What to look for in a Dentist

If going to the dentist isn’t stressful enough, deciding which dental office is right for you can add to the difficulty of this process. There are certain factors that you, as a patient, should be looking for in a dental practice that you desire to make your dental home. These factors should be used to assess the dentist, staff, and dental office to aid you in being as comfortable as possible when visiting your dental home. Listed below details the most important of these factors, from the perspective of a dentist.

1) Background

-Education/Training: Dentists endure rigorous training prior to graduating and being able to practice. Residency programs, unlike in medicine, are optional in dentistry, but offer dentists additional training in routine and more complex procedures. These programs allow for dentists to have a transition time after dental school to “put it all together” and enhance their skill set, and normally translates to better patient experiences and better clinical outcomes. Also, an important aspect of dentistry is staying up-to-date with new information and protocols in order to provide the best care for our patients. This is done through completion of regular continuing education (CE) courses and interaction with other dental colleagues. 

2) Accessibility

-Location: Does the location of the office allow for an easy commute from home or work? Does the office have its own parking lot and is it handicap accessible? Is it easy to find? These are some questions to ask yourself and ask the dental office as you are selecting your dental home.

-Office hours: Are the hours of operation of the practice conducive to your schedule?

-Follow-up care: What is the protocol of the office on following up with a patient’s after complex procedures? Dental offices should have a protocol in place for patients that have issues outside of their normal business hours.

-Emergency care: How are emergency dental visits accommodated? Does that office provide after-hours emergency care? There should be allotted time for dental emergencies to be accommodated within a reasonable time frame during the office’s daily schedule. Also, dental emergencies do not always happen at the most opportune times, and it is important to know how these situations are handled by your dental office.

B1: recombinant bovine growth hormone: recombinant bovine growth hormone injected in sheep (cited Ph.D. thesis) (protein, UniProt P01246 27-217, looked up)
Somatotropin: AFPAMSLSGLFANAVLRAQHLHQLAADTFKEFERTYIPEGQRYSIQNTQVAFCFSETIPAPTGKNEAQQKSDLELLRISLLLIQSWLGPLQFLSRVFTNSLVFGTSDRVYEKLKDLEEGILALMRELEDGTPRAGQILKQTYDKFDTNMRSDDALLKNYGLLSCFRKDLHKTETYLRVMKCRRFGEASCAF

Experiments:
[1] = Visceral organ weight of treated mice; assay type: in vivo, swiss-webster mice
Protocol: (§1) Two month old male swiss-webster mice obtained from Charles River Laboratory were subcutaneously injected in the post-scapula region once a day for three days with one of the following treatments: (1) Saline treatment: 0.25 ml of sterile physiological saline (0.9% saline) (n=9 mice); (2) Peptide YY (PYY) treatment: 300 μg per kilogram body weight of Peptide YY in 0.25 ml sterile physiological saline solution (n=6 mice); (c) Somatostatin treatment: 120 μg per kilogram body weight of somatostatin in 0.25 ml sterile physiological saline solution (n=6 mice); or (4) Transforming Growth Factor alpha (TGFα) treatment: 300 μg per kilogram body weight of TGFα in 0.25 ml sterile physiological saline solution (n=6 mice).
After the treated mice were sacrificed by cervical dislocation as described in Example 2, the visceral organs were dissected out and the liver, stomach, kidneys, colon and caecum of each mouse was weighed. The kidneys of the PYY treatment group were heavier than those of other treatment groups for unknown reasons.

3) Reputation

-Online reviews: Although bad online reviews can sometimes be misleading, there should not be a consistency to the bad reviews and those reviews should be handled in a professional manner. On the flip side, there should be consistency to the good reviews and these should far outweigh the number of bad reviews.

-Word of mouth: When possible, a referral from a close family member or friend can be the best way to find a new dentist/dental office. A quality referral can serve as a reliable method of finding a dental home and can eliminate the stress of doing this on your own. It is important for dental offices to produce consistent and reproducible results in order for patients to feel inclined to recommend their dental office to close family and friends.

4) Office demeanor

-Doctor interaction with staff: The overall tone of communication and work flow should be professional, organized, respectful, positive, and happy. The interaction between coworkers can be a telling sign of how things will be communicated with you, as a patient. Your initial appointment should be confirmation of the due diligence done prior to arriving.

-Staff interaction with patient: Your visit should be well accounted for and respected. Dental and medical offices can sometimes run behind; however, you should be well informed of this and this should not be a trend. The office should take into account the time they have reserved for you and your appointment should feel efficient and organized, not rushed.